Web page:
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Your Teeth Might Not Be White Because of Your Toothpaste Or Mouthwash

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One of the first things that people notice about you is your smile—and your teeth. It seems that everyone strives for pearly whites (although naturally yellow teeth are actually stronger than bleached teeth) and will buy any product that promises brighter teeth. The only problem? Not all toothpastes and mouthwashes are as beneficial as you’d think. In fact, some of them may actually be staining your teeth.

“This staining is due in part to two ingredients; cetylpyridinium chloride (CPC), an antibacterial, and stannous fluoride, a remineralization ingredient,” Dr. Benjamin Lawlor, DDS, Cosmetic Dentist in Portland, Maine, told Reader’s Digest. “The reason why this happens is in the way the CPC kills bacteria. CPC kills bacteria and dislodges them from the tooth. As they are being swished away, they can re-adhere to the tooth or collect in areas of the mouth—usually near the gums or on a ledge. The bacteria continue to die leaving brown stains wherever they are,” Lawlor continues. “Stannous fluoride can [also]stain because it has a chemical compound which includes molecules of tin. This metal can adhere to the teeth in the right conditions and cause extrinsic staining.”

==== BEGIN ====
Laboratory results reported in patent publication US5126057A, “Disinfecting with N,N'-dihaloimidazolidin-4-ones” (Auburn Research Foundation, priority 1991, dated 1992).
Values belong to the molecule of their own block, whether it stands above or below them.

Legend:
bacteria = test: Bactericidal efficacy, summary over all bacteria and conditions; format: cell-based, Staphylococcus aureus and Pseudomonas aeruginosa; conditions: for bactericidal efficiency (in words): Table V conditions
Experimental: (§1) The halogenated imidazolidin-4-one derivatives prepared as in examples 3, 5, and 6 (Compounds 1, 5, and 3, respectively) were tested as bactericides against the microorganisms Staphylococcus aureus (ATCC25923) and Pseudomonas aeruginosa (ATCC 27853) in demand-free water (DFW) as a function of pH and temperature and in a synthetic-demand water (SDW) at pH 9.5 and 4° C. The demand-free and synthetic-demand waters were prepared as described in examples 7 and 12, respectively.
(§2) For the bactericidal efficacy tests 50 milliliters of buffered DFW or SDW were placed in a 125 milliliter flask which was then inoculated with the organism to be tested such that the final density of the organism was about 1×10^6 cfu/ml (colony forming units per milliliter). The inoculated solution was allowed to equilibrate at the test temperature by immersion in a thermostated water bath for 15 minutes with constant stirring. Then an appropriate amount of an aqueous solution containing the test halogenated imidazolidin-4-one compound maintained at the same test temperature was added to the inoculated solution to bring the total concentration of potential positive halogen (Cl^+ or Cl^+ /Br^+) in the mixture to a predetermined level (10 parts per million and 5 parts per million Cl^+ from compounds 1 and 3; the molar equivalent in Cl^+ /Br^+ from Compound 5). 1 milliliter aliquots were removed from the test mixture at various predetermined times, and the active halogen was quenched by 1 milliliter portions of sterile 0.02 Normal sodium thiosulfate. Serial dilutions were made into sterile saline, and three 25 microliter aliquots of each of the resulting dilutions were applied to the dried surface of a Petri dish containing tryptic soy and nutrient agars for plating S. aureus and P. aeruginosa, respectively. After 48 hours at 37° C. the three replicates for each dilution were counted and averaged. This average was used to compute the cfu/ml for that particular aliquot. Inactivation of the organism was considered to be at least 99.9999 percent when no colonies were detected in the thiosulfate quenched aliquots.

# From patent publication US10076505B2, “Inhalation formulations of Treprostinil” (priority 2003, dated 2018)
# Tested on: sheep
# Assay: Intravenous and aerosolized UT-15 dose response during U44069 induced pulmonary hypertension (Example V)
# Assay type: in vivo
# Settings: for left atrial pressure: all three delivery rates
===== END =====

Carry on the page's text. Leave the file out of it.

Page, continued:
Fortunately, most toothpastes and mouthwashes have a warning on their label if they contain these chemicals. Since CPC has caused so many complaints, most manufacturers have now opted to switch out CPC for essential oils, which are proven to be just as effective as CPC. (You can also use essential oils to sleep better, calm anxiety, lose weight, treat acne and so much more.)

Another ingredient to avoid when buying mouthwash is alcohol. “Alcohol-based mouthwashes actually tend to dehydrate the mouth,” Dr. Chris Kammer, DDS and Founding Father of the American Academy for Oral Systemic Health told Reader’s Digest. “In turn, drier conditions are a breeding ground for bad bacteria. Better to use an alcohol-free mouth rinse with xylitol, such as Spry, which actually stimulates saliva production to help wash away the bad stagnant bacteria.’ (Some dentists even say mouthwash is a waste of money.)

However, it’s important to note that your toothpaste and mouthwash may not be the only culprits for the browning of your teeth, there could be other reasons which might be a direct result of what you eat.

 

 

Source: Reader’s Digest

 

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